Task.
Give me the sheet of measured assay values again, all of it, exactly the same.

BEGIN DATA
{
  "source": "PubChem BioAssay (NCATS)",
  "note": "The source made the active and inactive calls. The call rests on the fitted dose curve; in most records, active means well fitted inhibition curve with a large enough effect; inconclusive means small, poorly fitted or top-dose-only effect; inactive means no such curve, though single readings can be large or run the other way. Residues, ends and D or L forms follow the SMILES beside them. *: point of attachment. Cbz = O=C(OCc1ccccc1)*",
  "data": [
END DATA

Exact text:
{
  "source": "PubChem BioAssay (NCATS)",
  "note": "The source made the active and inactive calls. The call rests on the fitted dose curve; in most records, active means well fitted inhibition curve with a large enough effect; inconclusive means small, poorly fitted or top-dose-only effect; inactive means no such curve, though single readings can be large or run the other way. Residues, ends and D or L forms follow the SMILES beside them. *: point of attachment. Cbz = O=C(OCc1ccccc1)*",
  "data": [